General Motors reported its sales fell by a third during the third quarter, while companies such as Toyota and Honda reported double digit drops in sales during September.
The Detroit-based automakers said while the 32.8% drop in sales during the third quarter looks bleak, the overall situation around the shortages appears to be improving — which will help boost future numbers, GM executives said.
“GM has been agile and decisive in managing COVID-related impacts on our production and wholesale volumes and we appreciate the support of our dealers and the loyalty of our customers,” said Steve Carlisle, executive vice president and president, GM North America.
“The semiconductor supply disruptions that impacted our third-quarter wholesale and customer deliveries are improving. As we look to the fourth quarter, a steady flow of vehicles held at plants will continue to be released to dealers, we are restarting production at key crossover and car plants, and we look forward to a more stable operating environment through the fall.”
Sales by Japanese automakers dip
Toyota Motor North America, which benefited from stockpiling semiconductors earlier this year, also reported U.S. September sales dropped 22.4% versus September 2020.
For the third quarter of 2021, TMNA reported U.S. sales of 566,005 vehicles, an increase of 1.4% volume and DSR basis.
Honda also reported a 24.7% drop in sales for September, while Acura sales dropped 27.3% last month. For the third quarter, Honda’s sales dropped 10.9% while Acura’s fell 2.8 percent.
“The enduring nature of the microchip shortage and port congestion issues continue to constrain the entire industry, but we are encouraged by the record sales of Honda models where we have adequate inventory,” said Dave Gardner, executive vice president of National Operations at American Honda.
Nissan Group, which releases quarterly sales figures, announced total U.S. third quarter declined by 10% versus the prior year despite strong showing by new Nissan Pathfinder and Nissan Frontier, which saw its sales jump 62 percent.
Koreans sales results hold steady
South Korean automakers continue to weather the shortages.
Hyundai Motor America reported only a minimal drop in sales during September as sales declined by 2% for the month, which was significantly better than industry predictions that forecasted a 25% decline in September. Hyundai also set new September total sales records for Palisade, Ioniq HEV, Kona EV and Nexo.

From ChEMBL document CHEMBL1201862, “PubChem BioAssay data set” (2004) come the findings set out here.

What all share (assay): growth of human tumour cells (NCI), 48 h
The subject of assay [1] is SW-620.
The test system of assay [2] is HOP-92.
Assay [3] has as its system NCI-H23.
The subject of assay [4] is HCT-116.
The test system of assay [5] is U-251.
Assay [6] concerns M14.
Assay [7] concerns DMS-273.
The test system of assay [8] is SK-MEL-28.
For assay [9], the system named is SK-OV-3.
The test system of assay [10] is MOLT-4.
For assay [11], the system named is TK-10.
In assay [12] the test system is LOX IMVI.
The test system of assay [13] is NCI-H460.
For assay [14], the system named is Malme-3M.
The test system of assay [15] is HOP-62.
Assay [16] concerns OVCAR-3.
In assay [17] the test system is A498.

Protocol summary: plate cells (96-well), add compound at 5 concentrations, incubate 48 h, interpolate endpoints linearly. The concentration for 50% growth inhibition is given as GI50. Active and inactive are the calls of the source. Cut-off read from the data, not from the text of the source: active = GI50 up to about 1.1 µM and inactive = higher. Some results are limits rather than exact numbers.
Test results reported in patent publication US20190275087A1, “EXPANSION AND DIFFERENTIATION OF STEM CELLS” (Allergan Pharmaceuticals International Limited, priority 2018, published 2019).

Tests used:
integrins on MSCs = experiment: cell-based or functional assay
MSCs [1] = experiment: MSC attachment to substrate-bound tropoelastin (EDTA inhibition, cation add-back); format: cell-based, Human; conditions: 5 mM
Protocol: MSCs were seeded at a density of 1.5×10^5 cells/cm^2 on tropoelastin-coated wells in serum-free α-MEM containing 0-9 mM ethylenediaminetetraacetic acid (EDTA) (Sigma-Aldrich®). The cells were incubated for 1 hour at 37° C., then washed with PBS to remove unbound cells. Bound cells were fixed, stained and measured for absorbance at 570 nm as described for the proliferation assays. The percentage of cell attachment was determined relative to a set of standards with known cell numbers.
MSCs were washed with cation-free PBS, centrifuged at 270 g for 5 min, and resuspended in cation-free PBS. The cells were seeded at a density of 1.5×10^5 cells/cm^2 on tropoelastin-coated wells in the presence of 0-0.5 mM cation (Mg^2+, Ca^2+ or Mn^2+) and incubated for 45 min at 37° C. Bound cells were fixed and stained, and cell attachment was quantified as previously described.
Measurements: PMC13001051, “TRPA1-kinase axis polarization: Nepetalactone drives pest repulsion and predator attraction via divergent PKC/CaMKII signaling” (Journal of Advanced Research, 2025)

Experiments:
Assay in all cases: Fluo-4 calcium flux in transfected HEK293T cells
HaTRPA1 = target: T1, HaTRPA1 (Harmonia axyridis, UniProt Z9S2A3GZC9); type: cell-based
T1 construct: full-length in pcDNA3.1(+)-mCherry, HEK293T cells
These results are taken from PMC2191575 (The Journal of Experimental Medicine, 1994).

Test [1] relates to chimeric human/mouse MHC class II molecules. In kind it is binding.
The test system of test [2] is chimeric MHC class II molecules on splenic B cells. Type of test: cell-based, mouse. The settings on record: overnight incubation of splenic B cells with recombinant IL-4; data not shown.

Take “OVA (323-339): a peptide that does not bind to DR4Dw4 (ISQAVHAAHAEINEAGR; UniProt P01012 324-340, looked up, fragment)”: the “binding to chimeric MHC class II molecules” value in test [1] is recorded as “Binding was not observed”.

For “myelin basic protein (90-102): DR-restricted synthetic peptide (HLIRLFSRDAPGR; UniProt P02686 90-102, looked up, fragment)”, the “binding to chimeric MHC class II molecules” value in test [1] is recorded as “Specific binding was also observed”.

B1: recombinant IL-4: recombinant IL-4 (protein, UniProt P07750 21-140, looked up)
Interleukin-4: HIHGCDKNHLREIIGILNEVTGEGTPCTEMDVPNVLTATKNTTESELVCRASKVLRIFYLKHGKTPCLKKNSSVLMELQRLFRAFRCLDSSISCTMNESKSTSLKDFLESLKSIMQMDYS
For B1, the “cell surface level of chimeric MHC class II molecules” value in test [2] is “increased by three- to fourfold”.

“Hyundai dealerships continue to do an outstanding job of working with customers during this challenging inventory environment, resulting in market share gains for the brand,” said Randy Parker, senior vice president, National Sales, Hyundai Motor America. “On the year, we’ve gained the second most market share in the industry and we expect that trend to continue for September.”
Kia, the other South Korean automaker, reported a 4.7% decline in sales for September. Kia’s year-to-date sales are up 9% thanks to record sales for the third quarter despite the lackluster September figures.
“Kia sales continued to break records and build upon the momentum seen since the start of the year, despite the ongoing supply chain issues facing the industry,” said Eric Watson, vice president, sales operations, Kia America. “Our record setting performance in Q3 reinforced confidence that our positive sales trajectory will continue well into 2022.”
Analysts expected the chip shortages to disrupt sales in September.
Thomas King, president of the data and analytics division at J.D. Power, noted September results show there are simply not enough vehicles available to meet consumer demand. In September 2019, 1.02 million retail sales occurred as buyers chose from 2.9 million vehicles in inventory. This month, retail customers will buy 888,900 vehicles, with just 920,000 in inventory.